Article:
Wildt developed and applied ARTs to endangered species since the late 1970s. He researched domestic and livestock species at the Houston Zoo in Houston, Texas, from 1978 to 1980, and at the US National Institutes of Health (NIH) in Bethesda, Maryland, from 1980 to 1983. Wildt later recalled that his research interests shifted towards wildlife during his time at NIH, reflected in his domestic cat and cheetah experiments from 1978 to 1983. In 1983 the Smithsonian Institution in Washington, DC, hired Wildt to develop and direct various departments of the zoo, such as the Department of Reproductive Sciences and the Conservation Biology Institute.
In Wildt's 2001 paper "Linkage of Reproductive Sciences: From 'Quick Fix' to 'Integrated' Conservation," he described how his research at the Smithsonian developed through four phases. The first he called the quick fix approach, which aimed to increase population numbers of threatened species by any means available. In Wildt's experience, this approach resulted in failed attempts to adapt ARTs for livestock to wildlife. He said that when he realized that each species' reproductive systems are evolutionarily specialized, he transitioned to a second phase, which he called species-specific research.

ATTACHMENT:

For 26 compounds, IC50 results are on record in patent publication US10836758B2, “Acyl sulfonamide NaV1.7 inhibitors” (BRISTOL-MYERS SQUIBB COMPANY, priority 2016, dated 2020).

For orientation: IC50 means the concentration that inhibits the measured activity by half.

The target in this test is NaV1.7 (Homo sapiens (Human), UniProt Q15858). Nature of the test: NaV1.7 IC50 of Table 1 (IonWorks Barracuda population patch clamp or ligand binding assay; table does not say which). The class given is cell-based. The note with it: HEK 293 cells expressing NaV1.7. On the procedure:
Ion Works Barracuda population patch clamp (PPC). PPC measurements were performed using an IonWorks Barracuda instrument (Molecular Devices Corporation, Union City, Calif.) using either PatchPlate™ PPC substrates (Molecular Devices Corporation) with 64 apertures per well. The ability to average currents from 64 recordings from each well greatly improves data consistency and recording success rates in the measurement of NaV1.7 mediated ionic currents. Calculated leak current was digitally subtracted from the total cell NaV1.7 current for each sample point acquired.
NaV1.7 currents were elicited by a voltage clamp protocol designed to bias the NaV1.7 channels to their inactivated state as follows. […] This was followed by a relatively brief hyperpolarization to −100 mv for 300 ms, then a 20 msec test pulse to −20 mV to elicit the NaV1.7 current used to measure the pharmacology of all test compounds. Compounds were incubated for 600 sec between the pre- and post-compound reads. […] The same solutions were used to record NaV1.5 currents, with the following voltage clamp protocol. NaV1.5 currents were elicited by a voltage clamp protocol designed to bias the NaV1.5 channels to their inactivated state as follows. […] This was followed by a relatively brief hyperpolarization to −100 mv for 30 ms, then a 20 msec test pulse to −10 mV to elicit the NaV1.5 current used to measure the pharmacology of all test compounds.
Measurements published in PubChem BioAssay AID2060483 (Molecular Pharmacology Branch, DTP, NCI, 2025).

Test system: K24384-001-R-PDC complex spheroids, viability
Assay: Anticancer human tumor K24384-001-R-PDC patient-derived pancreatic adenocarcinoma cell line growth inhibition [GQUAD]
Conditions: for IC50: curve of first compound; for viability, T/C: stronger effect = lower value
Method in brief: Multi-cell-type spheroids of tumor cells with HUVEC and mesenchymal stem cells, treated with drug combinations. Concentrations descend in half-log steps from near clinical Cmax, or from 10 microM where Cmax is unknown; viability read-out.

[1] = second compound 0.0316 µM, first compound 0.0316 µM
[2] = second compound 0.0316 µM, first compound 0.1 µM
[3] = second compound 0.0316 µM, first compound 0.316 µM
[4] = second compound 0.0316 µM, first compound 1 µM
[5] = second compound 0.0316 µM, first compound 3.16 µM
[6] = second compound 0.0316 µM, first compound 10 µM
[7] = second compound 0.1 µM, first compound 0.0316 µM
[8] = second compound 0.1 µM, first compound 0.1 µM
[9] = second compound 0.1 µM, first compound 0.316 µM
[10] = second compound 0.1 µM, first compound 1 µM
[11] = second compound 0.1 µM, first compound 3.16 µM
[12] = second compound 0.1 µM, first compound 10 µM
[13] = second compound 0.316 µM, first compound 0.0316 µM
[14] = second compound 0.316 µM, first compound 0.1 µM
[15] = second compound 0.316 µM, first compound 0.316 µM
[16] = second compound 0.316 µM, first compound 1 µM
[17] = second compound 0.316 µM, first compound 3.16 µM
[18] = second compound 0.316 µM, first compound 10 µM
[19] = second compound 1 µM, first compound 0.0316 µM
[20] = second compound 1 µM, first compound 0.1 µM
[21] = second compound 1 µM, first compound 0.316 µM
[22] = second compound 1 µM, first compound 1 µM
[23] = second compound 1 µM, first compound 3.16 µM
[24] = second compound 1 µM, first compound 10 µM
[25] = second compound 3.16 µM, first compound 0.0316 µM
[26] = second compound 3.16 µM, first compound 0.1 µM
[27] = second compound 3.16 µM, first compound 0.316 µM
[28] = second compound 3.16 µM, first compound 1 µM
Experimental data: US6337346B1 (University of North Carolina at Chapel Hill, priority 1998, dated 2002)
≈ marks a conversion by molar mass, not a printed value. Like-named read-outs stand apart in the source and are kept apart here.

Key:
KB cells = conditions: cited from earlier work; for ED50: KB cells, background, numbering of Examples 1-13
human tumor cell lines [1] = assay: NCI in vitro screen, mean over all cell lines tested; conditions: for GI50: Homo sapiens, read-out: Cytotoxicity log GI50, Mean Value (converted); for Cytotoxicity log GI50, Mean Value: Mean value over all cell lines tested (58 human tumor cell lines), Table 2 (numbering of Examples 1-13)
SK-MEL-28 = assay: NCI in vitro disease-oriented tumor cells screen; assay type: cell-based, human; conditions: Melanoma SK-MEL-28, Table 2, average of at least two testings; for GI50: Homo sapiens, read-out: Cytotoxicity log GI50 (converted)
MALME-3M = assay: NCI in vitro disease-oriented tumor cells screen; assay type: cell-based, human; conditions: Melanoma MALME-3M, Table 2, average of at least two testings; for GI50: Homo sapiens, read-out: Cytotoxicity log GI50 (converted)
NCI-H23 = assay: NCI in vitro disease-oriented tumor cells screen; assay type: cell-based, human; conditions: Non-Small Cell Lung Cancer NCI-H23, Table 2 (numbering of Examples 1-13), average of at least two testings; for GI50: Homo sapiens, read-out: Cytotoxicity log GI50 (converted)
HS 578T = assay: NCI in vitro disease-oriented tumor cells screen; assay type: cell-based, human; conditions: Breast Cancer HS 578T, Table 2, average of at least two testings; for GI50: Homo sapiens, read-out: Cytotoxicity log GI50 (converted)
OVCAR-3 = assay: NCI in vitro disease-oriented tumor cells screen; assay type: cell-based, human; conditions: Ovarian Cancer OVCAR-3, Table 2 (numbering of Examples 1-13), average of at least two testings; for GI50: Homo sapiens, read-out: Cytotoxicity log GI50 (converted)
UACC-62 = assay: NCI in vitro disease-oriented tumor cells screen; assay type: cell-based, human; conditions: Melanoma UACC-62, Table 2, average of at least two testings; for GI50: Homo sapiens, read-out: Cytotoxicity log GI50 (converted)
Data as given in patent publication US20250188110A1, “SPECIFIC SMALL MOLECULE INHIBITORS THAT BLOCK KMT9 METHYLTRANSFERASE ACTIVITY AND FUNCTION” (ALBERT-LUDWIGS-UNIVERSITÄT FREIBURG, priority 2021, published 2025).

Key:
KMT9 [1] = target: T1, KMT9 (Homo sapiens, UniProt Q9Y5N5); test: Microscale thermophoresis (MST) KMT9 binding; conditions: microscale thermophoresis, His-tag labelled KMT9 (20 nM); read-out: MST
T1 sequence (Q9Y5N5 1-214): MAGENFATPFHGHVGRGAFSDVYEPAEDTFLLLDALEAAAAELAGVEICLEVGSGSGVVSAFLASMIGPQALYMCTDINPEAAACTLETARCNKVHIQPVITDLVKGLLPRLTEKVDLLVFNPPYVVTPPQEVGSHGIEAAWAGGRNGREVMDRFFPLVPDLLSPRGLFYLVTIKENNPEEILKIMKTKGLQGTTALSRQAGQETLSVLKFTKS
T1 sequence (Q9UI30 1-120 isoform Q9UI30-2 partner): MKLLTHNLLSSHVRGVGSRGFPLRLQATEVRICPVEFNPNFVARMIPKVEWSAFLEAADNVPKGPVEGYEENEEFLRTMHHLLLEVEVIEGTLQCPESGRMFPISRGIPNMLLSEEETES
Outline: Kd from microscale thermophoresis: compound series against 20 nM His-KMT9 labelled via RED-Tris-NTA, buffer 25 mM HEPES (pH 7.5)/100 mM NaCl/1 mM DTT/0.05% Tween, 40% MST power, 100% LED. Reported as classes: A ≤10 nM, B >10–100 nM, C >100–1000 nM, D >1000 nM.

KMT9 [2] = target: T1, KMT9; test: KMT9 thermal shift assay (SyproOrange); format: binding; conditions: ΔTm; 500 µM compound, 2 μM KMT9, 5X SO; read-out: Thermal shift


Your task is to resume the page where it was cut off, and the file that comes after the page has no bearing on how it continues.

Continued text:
Next, Wildt's research extended beyond captive breeding programs. According to Wildt, the counterparts of captive populations living in nature must benefit from research for conservation to be effective. Wildt termed this stage the applicability stage of his reproductive research. The last step of his research evolution was integration, where reproductive science is just one vital disciplinary player in the concerted effort to conserve biodiversity. Wildt noted that collaboration across disciplines, in addition to application to both captive and wild populations, was key to conservation success. He argued that conservationists must take into account animal welfare, political science, and other dimensions that influence the stability of a healthy species.
A comparison of Wildt's four research phases with the two major themes of his ethical argument reveals the changes in Wildt's views and values on which methods captive breeding programs ought to use, and about how reproductive sciences ought to contribute to the larger work of species conservation. Every time Wildt changed his research focus, his ethics similarly evolved.